Silenced In All Caps | Shrill By Lindy West
By: Lindy West
Release Date: May 17th, 2016
Summary from Goodreads: Coming of age in a culture that demands women be as small, quiet, and compliant as possible--like a porcelain dove that will also have sex with you--writer and humorist Lindy West quickly discovered that she was anything but.
From a painfully shy childhood in which she tried, unsuccessfully, to hide her big body and even bigger opinions; to her public war with stand-up comedians over rape jokes; to her struggle to convince herself, and then the world, that fat people have value; to her accidental activism and never-ending battle royale with Internet trolls, Lindy narrates her life with a blend of humor and pathos that manages to make a trip to the abortion clinic funny and wring tears out of a story about diarrhea.
With inimitable good humor, vulnerability, and boundless charm, Lindy boldly shares how to survive in a world where not all stories are created equal and not all bodies are treated with equal respect, and how to weather hatred, loneliness, harassment, and loss--and walk away laughing. Shrillprovocatively dissects what it means to become self-aware the hard way, to go from wanting to be silent and invisible to earning a living defending the silenced in all caps.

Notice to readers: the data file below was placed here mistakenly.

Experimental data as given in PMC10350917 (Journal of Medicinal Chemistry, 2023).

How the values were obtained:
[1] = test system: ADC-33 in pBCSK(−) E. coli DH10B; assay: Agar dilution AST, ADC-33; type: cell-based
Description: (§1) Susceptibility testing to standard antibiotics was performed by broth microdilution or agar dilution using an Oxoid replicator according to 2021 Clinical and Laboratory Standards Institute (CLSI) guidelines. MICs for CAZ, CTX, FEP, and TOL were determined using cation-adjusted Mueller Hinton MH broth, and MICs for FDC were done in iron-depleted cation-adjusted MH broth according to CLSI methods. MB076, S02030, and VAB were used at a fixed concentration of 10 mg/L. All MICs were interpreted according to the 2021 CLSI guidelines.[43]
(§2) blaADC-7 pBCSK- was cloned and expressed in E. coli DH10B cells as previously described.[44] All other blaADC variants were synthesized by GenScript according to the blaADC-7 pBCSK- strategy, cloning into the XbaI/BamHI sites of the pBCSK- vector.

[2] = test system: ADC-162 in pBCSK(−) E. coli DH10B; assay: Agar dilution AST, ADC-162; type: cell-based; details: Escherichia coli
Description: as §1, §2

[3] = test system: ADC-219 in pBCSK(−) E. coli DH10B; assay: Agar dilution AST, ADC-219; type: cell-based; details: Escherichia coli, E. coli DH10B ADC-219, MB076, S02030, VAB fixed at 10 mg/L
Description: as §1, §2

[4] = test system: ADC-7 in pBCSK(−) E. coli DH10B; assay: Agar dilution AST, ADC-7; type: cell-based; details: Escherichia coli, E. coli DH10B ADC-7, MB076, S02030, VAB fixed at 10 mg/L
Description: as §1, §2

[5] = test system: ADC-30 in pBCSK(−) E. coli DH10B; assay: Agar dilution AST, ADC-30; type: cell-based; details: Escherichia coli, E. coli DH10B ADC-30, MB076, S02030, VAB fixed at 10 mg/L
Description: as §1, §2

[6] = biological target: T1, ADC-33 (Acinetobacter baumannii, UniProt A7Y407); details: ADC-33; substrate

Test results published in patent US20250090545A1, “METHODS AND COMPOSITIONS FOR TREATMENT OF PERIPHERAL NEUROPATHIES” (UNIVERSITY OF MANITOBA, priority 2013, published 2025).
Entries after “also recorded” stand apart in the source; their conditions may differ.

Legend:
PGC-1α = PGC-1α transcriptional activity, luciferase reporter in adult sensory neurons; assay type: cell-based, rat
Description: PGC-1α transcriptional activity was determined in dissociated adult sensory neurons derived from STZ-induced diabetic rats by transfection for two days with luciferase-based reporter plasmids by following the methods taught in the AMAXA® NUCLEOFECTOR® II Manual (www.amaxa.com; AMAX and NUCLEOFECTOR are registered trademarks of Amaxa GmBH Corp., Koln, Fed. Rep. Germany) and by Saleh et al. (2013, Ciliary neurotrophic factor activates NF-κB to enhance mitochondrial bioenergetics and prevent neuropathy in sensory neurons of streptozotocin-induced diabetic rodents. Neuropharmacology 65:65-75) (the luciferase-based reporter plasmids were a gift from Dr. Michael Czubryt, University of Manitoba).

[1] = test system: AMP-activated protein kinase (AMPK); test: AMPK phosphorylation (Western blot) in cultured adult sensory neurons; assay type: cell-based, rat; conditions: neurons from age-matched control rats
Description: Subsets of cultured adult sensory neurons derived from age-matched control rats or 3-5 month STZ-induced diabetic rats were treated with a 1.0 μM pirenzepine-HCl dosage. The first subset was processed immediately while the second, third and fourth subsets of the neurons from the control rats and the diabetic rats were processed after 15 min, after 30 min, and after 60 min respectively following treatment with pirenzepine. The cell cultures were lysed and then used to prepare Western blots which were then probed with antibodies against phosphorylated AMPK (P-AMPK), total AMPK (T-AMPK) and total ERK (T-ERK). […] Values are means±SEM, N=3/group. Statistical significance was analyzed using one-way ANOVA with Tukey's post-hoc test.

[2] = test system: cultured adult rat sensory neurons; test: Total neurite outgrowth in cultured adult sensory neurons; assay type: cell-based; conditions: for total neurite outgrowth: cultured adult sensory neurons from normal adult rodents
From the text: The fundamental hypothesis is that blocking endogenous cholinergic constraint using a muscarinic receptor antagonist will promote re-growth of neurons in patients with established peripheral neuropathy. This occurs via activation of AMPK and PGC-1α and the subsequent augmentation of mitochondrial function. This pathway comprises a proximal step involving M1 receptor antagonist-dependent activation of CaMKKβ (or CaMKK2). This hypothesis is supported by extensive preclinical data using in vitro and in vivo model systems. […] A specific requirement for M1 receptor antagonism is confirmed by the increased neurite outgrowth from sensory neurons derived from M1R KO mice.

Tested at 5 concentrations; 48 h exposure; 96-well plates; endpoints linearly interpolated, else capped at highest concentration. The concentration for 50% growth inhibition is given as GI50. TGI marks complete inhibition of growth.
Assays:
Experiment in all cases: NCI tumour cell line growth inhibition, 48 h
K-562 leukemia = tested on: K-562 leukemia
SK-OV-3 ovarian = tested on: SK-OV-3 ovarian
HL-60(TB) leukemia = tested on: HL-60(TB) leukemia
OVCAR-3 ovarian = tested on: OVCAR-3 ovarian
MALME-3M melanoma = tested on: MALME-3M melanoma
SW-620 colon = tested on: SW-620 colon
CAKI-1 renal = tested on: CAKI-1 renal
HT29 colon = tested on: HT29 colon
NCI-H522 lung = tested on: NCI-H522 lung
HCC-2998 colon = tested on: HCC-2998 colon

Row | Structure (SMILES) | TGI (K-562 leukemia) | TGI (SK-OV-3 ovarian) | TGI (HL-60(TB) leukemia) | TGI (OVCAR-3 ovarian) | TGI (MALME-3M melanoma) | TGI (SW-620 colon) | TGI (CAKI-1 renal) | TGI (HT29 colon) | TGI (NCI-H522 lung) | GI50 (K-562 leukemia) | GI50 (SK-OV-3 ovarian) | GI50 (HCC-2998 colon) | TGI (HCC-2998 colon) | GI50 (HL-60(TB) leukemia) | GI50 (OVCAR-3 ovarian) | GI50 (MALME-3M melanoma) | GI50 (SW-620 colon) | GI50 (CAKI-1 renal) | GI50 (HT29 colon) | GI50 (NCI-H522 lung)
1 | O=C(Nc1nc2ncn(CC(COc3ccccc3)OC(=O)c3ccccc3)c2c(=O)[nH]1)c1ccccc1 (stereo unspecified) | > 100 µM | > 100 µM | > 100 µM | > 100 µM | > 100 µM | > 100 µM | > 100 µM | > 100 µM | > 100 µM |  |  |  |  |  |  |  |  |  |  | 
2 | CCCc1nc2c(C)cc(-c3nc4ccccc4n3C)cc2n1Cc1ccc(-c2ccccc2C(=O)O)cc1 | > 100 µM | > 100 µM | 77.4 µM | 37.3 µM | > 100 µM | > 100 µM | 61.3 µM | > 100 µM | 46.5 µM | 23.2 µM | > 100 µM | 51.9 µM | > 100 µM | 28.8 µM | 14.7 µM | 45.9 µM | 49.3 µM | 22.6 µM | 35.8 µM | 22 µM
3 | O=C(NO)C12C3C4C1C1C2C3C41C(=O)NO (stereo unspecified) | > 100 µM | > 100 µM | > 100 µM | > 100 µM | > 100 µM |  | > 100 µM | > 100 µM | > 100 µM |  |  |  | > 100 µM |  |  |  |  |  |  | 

Review: I've read several books by female comedians who have had a hard upbringing. Their stories are usually full of heart ache, but they bring a simple sense of humor to the story that really brings the story to life. Shrill had a story to tell, but the authors delivery was far from humorous. Every chapter felt like the author was complaining. She's a self proclaimed fat girl... and that's all that we hear about. A good book needs to have hope. I want a story about how the author overcame the critics, but the first half of the book was one giant blame game.
It wasn't until the author really dug deep and started to fight the war against comedians poking fun at rape. That was when I really felt like he had something worthwhile to say. If you could skip the first half of the book and just read the parts that really mattered, I would recommend that. I gave the book three stars because half the book was amazing and half was not.